Dr. Spencer: And to love our neighbor as ourselves is summed up in the moral and social tests given by John. But, and this is a critically important qualification, we spoke earlier of the necessity for a Christian to be biblically literate and to agree with what the Bible teaches. This point is never more important that when you say that a Christian should love others.

I see yard signs all around our town that say love, but the clear message of these signs is that it doesn’t matter how a person lives. The message is that same-sex couples or transgender couples or whatever are all equally right. That is absolutely not the teaching of the Bible. I’m not saying that we should treat such people disrespectfully or attack them, but we dare not pretend that God approves of their conduct or that it doesn’t matter, that is not loving them. It matters eternally because they are rebelling against Almighty God.

Marc Roby: I’m sure we’ll spend more time on human sexuality later in our discussion of biblical anthropology, but do you have more to say about the social test?

Dr. Spencer: Absolutely. This is a point on which many modern churches fail miserably. I remember years ago a young woman in our church was away at law school and attended a different church while she was there. That church had a series of teachings on hospitality, but even after several weeks of such teaching no one even bothered to introduce themselves to her, find out about her, or ask her over to lunch. They sat next to her in the pew and then got up and went on about their own lives. That is not true Christian fellowship. We must care about other human beings. There are no Lone-Ranger Christians, but there also should not be Christians who only have their set group of friends and never reach out to anyone else.

Marc Roby: And we have to admit that we all have that tendency. But the bottom line is that love must be other oriented; it must look outward.

Dr. Spencer: Yes, it must. It is often said that there are three marks that characterize a true church. Article 29 of the Belgic Confession deals with these marks. It says, “The true church can be recognized if it has the following marks: The church engages in the pure preaching of the gospel; it makes use of the pure administration of the sacraments as Christ instituted them; it practices church discipline for correcting faults.”[3] But our pastor, the Rev. P.G. Mathew has proposed there should be a fourth mark, and I think that’s completely biblical, and that fourth mark is community life.[4]

Marc Roby: We read about the earliest days of the church in Acts 2:42 where it says that “They devoted themselves to the apostles’ teaching and to the fellowship, to the breaking of bread and to prayer.”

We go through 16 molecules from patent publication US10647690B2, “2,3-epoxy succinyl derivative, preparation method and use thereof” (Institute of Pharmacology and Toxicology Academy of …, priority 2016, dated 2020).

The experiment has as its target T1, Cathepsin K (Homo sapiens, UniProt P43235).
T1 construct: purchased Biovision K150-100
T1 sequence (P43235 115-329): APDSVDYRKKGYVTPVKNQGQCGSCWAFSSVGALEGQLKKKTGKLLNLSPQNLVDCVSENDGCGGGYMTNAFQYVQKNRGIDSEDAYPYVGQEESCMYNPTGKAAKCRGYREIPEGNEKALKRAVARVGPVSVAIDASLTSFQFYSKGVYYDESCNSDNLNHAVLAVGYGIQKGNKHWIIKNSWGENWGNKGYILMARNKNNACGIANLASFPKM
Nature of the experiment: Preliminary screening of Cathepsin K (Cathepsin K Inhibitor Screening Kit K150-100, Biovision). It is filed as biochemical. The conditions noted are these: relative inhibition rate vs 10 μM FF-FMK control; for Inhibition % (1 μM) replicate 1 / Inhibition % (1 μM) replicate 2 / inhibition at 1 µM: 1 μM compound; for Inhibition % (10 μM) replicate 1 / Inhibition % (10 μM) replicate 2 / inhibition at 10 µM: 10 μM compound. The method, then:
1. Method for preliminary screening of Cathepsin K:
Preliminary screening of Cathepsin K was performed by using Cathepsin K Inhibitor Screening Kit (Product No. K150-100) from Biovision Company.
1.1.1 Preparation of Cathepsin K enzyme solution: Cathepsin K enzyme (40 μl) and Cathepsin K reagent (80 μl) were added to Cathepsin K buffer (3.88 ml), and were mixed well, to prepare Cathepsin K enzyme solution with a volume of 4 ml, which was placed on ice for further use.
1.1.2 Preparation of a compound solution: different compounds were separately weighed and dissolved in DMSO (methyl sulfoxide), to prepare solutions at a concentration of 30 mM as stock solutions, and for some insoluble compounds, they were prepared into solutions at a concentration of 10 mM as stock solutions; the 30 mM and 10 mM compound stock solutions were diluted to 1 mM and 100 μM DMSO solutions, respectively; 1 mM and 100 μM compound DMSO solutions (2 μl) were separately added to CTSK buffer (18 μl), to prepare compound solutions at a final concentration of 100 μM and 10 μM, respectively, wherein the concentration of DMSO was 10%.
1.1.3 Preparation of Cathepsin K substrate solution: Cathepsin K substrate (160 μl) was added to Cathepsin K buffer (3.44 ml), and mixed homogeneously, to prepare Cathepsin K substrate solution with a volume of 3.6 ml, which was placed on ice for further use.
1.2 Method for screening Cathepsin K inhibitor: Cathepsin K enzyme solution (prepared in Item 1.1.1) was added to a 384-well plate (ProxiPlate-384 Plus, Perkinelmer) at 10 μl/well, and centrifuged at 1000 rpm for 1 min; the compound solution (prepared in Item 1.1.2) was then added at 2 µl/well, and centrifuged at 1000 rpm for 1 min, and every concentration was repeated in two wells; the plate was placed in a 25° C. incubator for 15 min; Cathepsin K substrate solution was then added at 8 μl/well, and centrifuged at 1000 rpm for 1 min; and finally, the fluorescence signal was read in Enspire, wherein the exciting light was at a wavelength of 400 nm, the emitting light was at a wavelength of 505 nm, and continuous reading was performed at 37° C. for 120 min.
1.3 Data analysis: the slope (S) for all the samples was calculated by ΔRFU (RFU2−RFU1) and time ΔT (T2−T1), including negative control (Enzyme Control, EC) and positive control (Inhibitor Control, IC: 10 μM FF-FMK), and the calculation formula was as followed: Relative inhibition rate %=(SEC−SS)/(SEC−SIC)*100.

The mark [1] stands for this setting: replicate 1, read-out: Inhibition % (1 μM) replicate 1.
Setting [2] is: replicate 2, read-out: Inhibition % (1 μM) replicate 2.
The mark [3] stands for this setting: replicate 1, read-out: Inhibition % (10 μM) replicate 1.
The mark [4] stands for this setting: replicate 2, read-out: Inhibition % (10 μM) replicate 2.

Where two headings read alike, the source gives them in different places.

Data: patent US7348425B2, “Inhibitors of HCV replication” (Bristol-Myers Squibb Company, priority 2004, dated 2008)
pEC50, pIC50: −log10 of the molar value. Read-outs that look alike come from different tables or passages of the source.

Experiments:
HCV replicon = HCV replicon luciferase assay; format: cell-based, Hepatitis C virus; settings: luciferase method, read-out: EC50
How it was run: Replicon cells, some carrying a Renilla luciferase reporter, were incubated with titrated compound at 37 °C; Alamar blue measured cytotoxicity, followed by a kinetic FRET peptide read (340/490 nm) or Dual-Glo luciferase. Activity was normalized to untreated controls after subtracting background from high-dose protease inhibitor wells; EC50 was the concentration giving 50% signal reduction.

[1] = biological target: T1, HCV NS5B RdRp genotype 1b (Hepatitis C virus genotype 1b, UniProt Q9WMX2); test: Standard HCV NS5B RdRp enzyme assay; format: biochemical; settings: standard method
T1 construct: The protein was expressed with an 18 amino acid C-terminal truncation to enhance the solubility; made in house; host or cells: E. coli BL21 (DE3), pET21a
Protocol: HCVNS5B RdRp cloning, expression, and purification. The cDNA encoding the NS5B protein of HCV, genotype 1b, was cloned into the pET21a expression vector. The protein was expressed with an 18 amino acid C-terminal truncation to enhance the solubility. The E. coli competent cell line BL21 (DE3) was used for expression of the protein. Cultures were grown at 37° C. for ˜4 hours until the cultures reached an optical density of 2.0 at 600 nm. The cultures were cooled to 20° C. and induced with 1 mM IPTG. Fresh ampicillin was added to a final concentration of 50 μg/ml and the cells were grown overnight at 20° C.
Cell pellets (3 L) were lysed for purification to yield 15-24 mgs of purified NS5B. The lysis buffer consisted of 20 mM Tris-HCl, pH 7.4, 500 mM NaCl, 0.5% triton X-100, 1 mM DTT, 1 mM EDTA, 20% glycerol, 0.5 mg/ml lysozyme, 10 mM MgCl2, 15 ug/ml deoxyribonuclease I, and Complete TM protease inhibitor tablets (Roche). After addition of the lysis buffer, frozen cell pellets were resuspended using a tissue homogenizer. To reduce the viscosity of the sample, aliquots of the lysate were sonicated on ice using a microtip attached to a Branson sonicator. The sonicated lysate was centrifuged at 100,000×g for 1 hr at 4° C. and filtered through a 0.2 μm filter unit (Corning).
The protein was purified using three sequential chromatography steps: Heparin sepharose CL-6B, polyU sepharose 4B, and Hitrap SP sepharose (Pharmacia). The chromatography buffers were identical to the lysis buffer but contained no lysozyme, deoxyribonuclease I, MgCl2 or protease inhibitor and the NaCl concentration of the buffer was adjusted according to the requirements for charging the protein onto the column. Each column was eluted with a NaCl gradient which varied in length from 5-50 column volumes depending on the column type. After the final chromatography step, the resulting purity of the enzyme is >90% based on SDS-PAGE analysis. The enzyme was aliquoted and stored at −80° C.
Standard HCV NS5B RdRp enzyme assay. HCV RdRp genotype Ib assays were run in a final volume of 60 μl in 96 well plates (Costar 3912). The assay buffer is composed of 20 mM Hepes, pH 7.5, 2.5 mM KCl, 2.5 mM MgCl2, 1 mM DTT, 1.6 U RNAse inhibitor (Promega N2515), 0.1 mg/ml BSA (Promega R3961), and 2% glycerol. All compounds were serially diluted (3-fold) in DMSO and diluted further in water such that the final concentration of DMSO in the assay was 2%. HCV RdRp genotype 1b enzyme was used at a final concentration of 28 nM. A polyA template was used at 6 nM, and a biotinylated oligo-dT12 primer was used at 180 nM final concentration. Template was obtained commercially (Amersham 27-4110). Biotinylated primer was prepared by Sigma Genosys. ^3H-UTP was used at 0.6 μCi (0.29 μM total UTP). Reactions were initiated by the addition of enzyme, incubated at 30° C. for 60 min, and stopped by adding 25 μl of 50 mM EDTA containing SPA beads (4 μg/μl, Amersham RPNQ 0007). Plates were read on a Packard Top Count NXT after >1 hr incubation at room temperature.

Dr. Spencer: It’s interesting to note that fellowship was listed second after only the apostle’s teaching. We need each other to live the Christian life. We need accountability, we need encouragement and sometimes we need physical help. And it isn’t just that I need help from others, I need to use my gifts and resources to help others as well. It isn’t healthy to live a self-focused life.

Marc Roby: And this admonition to love one another or serve one another is common in the New Testament. Paul wrote in Romans 12:10, “Be devoted to one another in brotherly love. Honor one another above yourselves.” And then again, in Romans 13:8 he wrote, “Let no debt remain outstanding, except the continuing debt to love one another, for he who loves his fellowman has fulfilled the law.”

Dr. Spencer: And Peter said much the same thing. We read in 1 Peter 1:22, “Now that you have purified yourselves by obeying the truth so that you have sincere love for your brothers, love one another deeply, from the heart.”

Marc Roby: And in John’s first letter, which we’ve been examining, we read the phrase “love one another” five times. In 1 John 3:11 we read, “This is the message you heard from the beginning: We should love one another.” And then in Chapter 3 Verse 23 we read, “And this is his command: to believe in the name of his Son, Jesus Christ, and to love one another as he commanded us.”

Dr. Spencer: And in 1 John 4:7 we are told, “Dear friends, let us love one another, for love comes from God. Everyone who loves has been born of God and knows God.” Which again tells us that this is a good test of our salvation. If we love the way the Bible commands us to love, we have been born of God and we know God.

So, to recap what we have said, the purpose of life from our perspective is to come to a saving knowledge of Jesus Christ and to serve him all of life. If we do that, we will have eternal joy in his presence.

And the Bible commands us to test our faith and see if it is genuine. John’s first letter gives us three tests of authentic Christianity: the doctrinal test, the moral test and the social test.

Marc Roby: And we certainly hope that all of our listeners will pass these tests or cry out to God for mercy if they don’t. And with that, we are out of time for today, so I’d like to remind our listeners that they can email questions and comments to info@whatdoesthewordsay.org. We’d love to hear from you.

 

[1] P.G. Mathew, The Normal Church Life, OM Books, 2006, pg. 4

[2] All scripture quotations, unless otherwise indicated, are taken from the Holy Bible, New International Version®, NIV® (1984 version). Copyright © 1973, 1978, 1984, 2011 by Biblica, Inc.™ Used by permission of Zondervan. All rights reserved worldwide. www.zondervan.com The “NIV” and “New International Version” are trademarks registered in the United States Patent and Trademark Office by Biblica, Inc.™.